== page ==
An Evening with ‘Believer’ David Axelrod

David Axelrod started off as a journalist, then became a political consultant and then a senior advisor to a president. Now he’s telling his own story – as an author. Paired with CBS News analyst John Dickerson at the Sixth & I Historic Synagogue, Axelrod charmed and delighted hundreds who came out on Feb. 11, a cold Wednesday night.

Axelrod does not suffer from George Will disease. He’s never stuffy, stiff, pedantic, arrogant, haughty or humorless. In fact, he’s very funny, with a Borscht Belt timing that comes naturally. This likable raconteur has loads of stories, and he tells them with a twinkle in his eye and deadpan delivery. He reminded the audience that “nobody watches ‘House of Cards’ as a documentary.” And when they hissed at the mention of former client Rod Blagojevich, he instantly commented, “That’s the usual reaction.”

The crowd of millennials and older suburban liberals listened intently, almost with reverence. Most of all they wanted to hear about their president, Barack Obama.

Axelrod was the man behind the candidate when Obama won his first big race, for the U.S. Senate, in 2004. He described how in a seven-candidate field this black man with a strange name came out on top. Axelrod told his wife that Obama was a long shot, and other candidates would pay him more, but he would go with Obama and “that would be something he could be proud of for the rest of his life.”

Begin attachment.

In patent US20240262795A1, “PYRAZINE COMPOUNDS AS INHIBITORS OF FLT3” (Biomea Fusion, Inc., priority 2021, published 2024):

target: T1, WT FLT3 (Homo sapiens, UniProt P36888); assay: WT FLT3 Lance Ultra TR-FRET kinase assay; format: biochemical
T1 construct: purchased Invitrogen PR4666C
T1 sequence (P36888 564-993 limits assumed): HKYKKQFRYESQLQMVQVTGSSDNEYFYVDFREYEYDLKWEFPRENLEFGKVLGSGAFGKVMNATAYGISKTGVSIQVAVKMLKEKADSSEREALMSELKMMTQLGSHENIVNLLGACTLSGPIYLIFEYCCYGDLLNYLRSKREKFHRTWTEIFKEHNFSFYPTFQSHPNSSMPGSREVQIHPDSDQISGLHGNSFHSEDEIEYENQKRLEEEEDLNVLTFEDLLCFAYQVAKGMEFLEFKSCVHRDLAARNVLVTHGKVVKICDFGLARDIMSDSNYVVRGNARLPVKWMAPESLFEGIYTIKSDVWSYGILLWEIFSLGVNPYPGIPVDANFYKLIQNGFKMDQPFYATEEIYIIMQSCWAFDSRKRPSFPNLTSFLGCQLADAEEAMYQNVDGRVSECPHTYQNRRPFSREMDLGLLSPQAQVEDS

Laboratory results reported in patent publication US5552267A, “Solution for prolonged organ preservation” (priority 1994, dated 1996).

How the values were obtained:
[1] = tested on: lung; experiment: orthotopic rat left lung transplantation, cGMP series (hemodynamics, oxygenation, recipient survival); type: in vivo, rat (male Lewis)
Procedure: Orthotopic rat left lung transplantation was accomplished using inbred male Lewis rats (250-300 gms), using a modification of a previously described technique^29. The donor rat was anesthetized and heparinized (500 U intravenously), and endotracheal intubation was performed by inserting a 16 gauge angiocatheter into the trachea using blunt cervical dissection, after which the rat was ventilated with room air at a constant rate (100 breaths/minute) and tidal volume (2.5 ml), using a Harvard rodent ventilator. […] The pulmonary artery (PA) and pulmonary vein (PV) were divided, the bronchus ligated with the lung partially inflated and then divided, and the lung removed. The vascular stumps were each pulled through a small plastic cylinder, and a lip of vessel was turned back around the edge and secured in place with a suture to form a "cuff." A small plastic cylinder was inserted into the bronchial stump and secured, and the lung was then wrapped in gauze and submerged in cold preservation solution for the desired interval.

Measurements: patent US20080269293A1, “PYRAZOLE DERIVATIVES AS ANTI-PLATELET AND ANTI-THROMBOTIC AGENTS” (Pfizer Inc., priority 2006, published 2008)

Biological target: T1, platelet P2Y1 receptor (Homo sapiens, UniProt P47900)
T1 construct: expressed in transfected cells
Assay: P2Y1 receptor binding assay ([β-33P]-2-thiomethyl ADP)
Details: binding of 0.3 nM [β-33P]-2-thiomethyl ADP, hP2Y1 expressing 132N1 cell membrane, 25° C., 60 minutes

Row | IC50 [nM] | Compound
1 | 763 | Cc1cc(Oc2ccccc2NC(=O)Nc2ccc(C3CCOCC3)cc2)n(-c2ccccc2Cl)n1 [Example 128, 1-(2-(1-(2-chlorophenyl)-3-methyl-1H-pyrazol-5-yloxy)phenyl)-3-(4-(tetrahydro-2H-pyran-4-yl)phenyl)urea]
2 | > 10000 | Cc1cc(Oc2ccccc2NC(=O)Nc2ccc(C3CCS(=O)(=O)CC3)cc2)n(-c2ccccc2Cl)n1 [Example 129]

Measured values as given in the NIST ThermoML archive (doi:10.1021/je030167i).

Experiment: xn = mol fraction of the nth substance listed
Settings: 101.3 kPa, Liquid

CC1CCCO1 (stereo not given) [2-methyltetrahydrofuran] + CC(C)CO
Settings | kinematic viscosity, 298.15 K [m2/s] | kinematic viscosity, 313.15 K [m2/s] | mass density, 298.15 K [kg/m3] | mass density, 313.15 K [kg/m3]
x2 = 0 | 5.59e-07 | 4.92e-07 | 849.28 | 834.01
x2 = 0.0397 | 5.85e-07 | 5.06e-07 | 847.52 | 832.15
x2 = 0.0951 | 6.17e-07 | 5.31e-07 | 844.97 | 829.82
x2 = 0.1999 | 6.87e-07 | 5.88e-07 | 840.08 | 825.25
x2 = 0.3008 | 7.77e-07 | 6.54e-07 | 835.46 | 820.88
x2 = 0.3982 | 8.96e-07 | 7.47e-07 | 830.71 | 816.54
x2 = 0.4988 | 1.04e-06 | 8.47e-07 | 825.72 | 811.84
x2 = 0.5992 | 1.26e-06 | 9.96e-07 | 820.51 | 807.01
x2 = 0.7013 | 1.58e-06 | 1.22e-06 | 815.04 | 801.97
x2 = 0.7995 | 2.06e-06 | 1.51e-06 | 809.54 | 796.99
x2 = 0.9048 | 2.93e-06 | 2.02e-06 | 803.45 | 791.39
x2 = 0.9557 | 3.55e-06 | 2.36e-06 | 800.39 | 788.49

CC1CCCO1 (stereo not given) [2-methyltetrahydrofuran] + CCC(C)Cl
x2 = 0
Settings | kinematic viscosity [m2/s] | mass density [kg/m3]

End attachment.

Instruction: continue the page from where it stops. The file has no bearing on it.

He said this with real emotion and genuine conviction. It rings true. He wants you to believe he is a “Believer” – the title of his book, subtitle: “My Forty Years in Politics” – not just a hired gun who will work for anybody. Candid and revealing, he told the crowd that Obama was unhappy in the Senate, so unhappy that he was seriously thinking about leaving Washington and running for governor of Illinois. One day, the senator came off the floor and ran into Axelrod. With a disgusted look on his face, Obama muttered that “all they do is yack, yack.”

The presidential campaign of 2008 was Axelrod’s main focus. He said the 2008 campaign was “willing to take risks” and to “raise our sights.” The Rev. Wright controversy “tested his mettle” when it “brought race screaming back into the campaign.”

Axelrod claimed that Obama as president wants to “take on hard things.” The fight for health insurance for all was a prime example. When asked why Obama has not done more for D.C., his response was meandering but really comes down to: we had to do more important things. He said he “hopes” Obama will do more in the time remaining, but this was not spoken with any passion or force.

He spoke movingly of his own personal struggles, especially his daughter’s epilepsy. Axelrod paid tribute to his wife and all she has done as a caring and loving mother. He closed saying that in politics “you never get the perfect.”

This is a substantive, smart guy who is honest about his trade and tells his story with a savvy Chicago style. He is a welcome departure from the people with whom I’ve dealt in the Obama camp who are – unfortunately and almost universally – arrogant, unpleasant and unattractive in every way. There is more than a little hero-worship of Obama that is sometimes a bit much to take. Axelrod is a fierce Obama loyalist, but that should not stop you from reading his book.

Political analyst Mark Plotkin is a contributor to the BBC on American politics and a contributor to


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